It’s weirdly dark and goofy, but it’s enough of a plot to hang onto as you clear the wasteland by swatting the irradiated monstrosities with your trusty bat and whatever mutations you pick up along the way. RAD is almost entirely procedurally generated, which means sometimes your exploration and combat yields great and super-weird mutation power-ups. You might gain the ability to launch your own head as a projectile explosive, or a sentient neck-mounted blob that hurls its own attacks at your foes. Other times you might get an annoying ability like the egg-laying one where you have to hatch fresh helpers every time you pass through a doorway, or something else that just doesn’t gel with your playstyle. Or maybe you’ll be on a map layout that requires a ton of traipsing around. But those weak runs make the great ones feel even better. It’s fun to discover old-school secret walls and floors around the dungeons, too.
Of course, you’ll become more powerful as you go, too, with up to three active mutation abilities at your disposal at a time. But RAD is tougher than it looks – and it’s the good kind of tough. Health is tricky to come by, even with shops allowing you to cash in your collected currency (in the form of fittingly-’80s cassette tapes, with five-and-a-quarter floppy disks serving as keys to locked chests). As a result, death is always a very serious threat. But it’s not a complete wipe when you die, because you can bank cash for future playthroughs and unlock different, stat-enhancing bats to use at the start of a new run to give you progressively more of a leg up as you go.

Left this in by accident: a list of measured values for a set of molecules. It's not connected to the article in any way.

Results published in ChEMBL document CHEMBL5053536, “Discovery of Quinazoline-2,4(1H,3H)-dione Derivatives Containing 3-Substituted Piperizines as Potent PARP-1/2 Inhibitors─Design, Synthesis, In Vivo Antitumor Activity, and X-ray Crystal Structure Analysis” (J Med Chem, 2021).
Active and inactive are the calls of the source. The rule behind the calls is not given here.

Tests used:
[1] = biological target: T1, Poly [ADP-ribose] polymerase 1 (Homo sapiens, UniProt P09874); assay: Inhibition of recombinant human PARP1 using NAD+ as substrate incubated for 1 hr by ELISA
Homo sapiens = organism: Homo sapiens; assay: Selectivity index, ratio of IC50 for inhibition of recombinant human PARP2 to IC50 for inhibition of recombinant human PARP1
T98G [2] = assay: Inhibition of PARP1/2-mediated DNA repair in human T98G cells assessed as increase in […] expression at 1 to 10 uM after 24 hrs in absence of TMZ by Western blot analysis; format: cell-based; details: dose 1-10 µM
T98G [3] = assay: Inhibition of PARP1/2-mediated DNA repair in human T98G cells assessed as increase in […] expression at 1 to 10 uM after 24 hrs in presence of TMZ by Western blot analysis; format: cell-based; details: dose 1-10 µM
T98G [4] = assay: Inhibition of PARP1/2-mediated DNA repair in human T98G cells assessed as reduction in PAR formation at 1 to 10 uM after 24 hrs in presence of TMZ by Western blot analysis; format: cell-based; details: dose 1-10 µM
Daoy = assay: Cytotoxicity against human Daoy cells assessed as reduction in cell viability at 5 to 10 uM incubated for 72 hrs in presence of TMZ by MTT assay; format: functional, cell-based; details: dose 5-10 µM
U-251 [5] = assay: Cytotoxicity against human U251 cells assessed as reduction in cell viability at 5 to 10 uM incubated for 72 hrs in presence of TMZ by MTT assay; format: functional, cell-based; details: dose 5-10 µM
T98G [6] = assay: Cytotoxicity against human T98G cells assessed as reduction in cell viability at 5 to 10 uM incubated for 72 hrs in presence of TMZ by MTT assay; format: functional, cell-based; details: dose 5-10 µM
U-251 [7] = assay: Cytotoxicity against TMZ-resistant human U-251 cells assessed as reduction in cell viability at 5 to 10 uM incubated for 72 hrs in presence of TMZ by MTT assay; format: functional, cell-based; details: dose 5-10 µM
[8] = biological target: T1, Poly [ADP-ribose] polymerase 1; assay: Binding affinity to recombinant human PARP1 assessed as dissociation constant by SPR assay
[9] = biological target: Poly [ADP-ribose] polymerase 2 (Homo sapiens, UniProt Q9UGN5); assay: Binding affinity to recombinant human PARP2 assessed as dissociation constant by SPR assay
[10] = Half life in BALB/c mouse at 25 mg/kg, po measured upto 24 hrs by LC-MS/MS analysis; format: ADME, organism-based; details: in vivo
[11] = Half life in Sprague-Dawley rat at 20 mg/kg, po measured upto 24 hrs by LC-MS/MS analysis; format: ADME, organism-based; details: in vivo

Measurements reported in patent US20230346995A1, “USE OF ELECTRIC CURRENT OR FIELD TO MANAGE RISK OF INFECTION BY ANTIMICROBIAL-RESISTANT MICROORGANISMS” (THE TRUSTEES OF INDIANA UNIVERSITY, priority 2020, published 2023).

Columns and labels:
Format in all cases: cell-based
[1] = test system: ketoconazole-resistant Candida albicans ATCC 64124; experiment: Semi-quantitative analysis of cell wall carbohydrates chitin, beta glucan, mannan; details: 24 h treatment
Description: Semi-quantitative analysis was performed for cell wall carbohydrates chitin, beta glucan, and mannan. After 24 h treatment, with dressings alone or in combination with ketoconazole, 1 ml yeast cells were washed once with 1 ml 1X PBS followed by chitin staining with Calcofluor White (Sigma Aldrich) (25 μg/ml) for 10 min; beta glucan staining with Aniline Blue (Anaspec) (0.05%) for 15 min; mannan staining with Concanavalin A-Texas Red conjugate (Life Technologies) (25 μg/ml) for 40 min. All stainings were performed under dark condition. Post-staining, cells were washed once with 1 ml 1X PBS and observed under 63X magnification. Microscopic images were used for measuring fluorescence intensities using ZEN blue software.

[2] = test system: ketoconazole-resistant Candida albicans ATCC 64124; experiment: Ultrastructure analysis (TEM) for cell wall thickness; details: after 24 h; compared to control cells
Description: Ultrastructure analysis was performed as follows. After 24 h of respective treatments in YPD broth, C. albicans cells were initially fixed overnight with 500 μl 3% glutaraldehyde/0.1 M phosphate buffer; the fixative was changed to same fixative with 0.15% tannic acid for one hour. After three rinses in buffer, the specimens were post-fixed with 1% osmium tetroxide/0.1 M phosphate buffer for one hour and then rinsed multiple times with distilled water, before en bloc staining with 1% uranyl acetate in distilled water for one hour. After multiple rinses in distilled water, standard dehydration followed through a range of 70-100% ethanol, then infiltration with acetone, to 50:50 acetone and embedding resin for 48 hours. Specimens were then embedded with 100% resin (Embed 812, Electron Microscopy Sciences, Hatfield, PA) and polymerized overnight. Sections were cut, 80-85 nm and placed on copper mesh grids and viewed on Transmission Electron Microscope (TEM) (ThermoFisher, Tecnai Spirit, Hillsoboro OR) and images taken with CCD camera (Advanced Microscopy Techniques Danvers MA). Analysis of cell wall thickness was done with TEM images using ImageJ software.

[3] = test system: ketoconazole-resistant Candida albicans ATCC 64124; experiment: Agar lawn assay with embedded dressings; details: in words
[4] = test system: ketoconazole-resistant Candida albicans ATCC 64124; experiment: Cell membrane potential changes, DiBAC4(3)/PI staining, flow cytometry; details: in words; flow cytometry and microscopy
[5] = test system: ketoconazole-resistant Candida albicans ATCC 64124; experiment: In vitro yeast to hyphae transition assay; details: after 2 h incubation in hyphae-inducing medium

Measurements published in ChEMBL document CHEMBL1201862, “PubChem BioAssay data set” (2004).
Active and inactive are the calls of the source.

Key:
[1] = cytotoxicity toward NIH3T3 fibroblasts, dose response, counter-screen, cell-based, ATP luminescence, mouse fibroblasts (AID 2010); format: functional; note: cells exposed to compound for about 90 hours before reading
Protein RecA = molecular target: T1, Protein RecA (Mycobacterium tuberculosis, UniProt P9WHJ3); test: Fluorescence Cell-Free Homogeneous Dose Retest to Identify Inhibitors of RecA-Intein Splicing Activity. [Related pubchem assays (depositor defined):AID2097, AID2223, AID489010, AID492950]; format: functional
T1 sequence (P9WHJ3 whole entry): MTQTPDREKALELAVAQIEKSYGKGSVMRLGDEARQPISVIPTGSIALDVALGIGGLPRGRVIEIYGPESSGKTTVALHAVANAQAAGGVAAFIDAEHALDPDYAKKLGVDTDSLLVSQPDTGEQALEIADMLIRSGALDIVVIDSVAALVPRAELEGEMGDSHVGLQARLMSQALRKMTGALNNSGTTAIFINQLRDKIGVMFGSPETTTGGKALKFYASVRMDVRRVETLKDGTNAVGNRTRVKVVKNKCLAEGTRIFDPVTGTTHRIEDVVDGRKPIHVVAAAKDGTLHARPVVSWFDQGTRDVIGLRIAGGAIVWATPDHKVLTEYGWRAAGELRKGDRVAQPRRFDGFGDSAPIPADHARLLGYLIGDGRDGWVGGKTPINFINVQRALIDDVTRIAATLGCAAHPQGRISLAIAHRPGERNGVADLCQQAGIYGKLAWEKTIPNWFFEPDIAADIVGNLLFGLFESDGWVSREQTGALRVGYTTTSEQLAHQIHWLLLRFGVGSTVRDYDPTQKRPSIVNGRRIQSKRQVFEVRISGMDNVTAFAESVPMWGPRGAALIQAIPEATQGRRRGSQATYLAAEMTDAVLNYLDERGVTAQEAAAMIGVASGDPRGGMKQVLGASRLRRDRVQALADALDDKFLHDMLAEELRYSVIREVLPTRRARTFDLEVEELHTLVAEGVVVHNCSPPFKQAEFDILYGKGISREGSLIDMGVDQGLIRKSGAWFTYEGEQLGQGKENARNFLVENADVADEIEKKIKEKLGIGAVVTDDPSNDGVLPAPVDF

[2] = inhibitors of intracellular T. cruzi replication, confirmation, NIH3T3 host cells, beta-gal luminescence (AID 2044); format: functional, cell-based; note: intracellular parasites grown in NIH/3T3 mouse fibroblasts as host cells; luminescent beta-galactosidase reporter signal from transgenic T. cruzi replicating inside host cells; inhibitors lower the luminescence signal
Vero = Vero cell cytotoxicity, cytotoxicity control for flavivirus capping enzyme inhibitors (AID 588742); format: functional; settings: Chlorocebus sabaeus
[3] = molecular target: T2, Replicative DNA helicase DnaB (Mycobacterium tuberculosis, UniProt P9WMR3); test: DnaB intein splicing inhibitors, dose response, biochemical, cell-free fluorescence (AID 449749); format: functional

While the neon-tinged color pallette and synth-tastic ‘80s soundtrack serve RAD well in the personality department, the sluggish framerate on a plain ol’ Xbox One S and the long loading times at startup and whenever you go to and from town or a new level drag things down a bit.
RAD is a lot deeper than it looks at first glance, and a lot more challenging too. Both are good things, and the procedurally generated layouts and mutations guarantee that variety will always be served. Sometimes you’ll play for minutes and other times for hours – I’m about eight hours deep so far – but the more time you spend with RAD, the more likely you are to click “New Run” when you finally die.